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January 12, 2000
The Report of the Harker Mission to Sudan: an “a priori analysis”—
The findings of the mission to Sudan and the oil regions, sent by Foreign Minister Lloyd Axworthy and led by John Harker, will be reported out next week, perhaps Tuesday or Wednesday. The report is unlikely to contain a specific recommendation with respect to invoking the Special Economic Measures Act (SEMA) against Talisman and/or Sudan: this will fall to Mr. Axworthy. And if only for political reasons, he will wait for a period of time—perhaps a week or two—to make a decision about sanctions.
The decision may be to invoke the SEMA–or not to invoke it—or to find some politically acceptable “middle ground,” e.g., not announcing sanctions at present but holding out the prospect that they will be imposed “if conditions on the ground in Sudan’s oil regions do not change dramatically in a specified time-frame.” Given how long Sudan has endured massive human suffering and destruction, this effort to find a politically acceptable middle ground seems doomed to failure.
Many in Canada and the US who have followed the situation closely know, from the numerous other reporting sources, just how terrible the situation is in western Upper Nile, the Nuba Mountains, and other distressed regions of the country. And reports in the Canadian press on the consequences of oil development in Sudan go back over a year and a half, when Canadian presence in Sudan’s oil development project took the form of Arakis Energy (acquired by Talisman in summer 1998).
Even prior to the release of the Harker mission report, it has become known that the military aircraft of the Khartoum regime’s armed forces have used Talisman’s airstrip in the oil fields. This is a transparent violation of the supposed “neutrality” of the oil development project. As Madelaine Drohan of the Globe and Mail acutely observed:
“If Talisman allowed the use, which company officials deny, it would be complicit in the long-running civil war in the northeast African country. If the company protested, which is what a Talisman spokesman said it did, the company looks powerless and incapable of doing what chief executive officer Jim Buckee swore they would do — remain above the fray.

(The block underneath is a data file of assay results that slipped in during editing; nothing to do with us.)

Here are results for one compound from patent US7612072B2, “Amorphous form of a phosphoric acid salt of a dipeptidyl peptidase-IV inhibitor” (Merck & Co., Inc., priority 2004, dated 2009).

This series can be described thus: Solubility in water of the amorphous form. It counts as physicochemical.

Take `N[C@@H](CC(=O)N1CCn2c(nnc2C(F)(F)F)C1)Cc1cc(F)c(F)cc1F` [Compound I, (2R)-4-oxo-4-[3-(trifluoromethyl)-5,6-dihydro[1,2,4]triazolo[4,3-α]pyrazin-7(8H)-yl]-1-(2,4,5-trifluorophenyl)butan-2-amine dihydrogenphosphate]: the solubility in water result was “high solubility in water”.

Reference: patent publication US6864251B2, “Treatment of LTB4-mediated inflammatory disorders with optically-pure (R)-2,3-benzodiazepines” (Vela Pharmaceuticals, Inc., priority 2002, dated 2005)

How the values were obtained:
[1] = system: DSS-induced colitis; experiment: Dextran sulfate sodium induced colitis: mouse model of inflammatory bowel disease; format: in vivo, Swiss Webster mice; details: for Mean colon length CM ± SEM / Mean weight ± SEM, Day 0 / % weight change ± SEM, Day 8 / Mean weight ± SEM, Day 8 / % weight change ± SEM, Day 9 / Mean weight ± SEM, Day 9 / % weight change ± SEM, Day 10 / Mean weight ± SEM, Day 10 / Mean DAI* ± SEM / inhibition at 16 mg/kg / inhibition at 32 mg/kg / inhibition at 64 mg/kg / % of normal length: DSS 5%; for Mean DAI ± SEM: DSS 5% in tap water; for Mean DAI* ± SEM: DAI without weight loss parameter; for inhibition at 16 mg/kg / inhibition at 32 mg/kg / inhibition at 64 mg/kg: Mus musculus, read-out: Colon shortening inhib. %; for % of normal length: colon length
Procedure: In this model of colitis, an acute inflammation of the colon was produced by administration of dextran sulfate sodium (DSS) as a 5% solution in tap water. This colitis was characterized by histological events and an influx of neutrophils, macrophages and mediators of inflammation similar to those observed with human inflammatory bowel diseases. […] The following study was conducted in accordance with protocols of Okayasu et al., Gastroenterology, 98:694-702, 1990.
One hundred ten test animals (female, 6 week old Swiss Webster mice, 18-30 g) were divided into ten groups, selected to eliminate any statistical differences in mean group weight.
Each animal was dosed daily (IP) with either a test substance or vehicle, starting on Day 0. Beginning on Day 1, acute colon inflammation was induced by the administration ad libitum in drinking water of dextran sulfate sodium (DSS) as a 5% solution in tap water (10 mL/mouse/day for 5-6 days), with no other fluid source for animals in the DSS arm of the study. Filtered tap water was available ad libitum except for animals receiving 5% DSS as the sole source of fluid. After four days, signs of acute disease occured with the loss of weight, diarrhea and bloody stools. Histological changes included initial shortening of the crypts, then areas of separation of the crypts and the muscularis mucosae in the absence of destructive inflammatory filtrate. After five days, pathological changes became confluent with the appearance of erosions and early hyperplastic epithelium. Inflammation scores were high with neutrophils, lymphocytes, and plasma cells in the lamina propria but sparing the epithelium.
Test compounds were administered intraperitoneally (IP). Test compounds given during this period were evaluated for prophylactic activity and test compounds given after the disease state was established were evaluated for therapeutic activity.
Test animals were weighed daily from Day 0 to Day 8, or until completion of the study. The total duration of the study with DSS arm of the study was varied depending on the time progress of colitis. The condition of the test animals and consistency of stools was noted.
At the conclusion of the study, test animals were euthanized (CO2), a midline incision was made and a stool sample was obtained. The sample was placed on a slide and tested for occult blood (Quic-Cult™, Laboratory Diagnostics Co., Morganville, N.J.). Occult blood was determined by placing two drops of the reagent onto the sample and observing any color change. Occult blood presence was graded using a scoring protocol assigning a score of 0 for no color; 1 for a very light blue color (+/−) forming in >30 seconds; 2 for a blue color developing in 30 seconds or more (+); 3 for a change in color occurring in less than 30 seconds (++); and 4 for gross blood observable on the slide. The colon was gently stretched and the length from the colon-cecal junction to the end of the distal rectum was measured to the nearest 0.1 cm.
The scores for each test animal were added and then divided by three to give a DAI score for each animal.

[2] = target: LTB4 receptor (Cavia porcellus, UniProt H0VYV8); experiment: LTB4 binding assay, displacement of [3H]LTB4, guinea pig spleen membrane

“Military use of the company airstrip puts Talisman and the other members of the Greater Nile Oil Project firmly on the government’s side in the Sudanese civil war. You can’t be neutral when one side is using your facilities.” [Globe and Mail, January 7,2000]
More consequential for Mr. Axworthy’s decision is the Harker mission’s discovery of pervasive and compelling evidence of the forced removal of civilian populations from the oil regions. This is especially true given the enormity of Sudan’s refugee problem (with perhaps 5 million refugees and internally displaced people, Sudan’s crisis is the greatest of its kind in the world). The international implications of this exacerbation of the refugee crisis by displacement of people from the oil fields create a tailor-made “trip-wire” for invoking of the SEMA—if there is the political or moral courage to use it.
Less clear is what the Harker mission discovered about the use of oil revenues in Khartoum’s conduct of the war. The mission was not in Khartoum long enough to have ferreted out evidence of the widely known “in kind” trading between Sudan and China (anticipated/realized Sudanese oil production for Chinese weaponry). Whether they had access to useful trade and financial records that would explain just how Khartoum conducts its $1 million (US) a day war is unclear, but highly doubtful.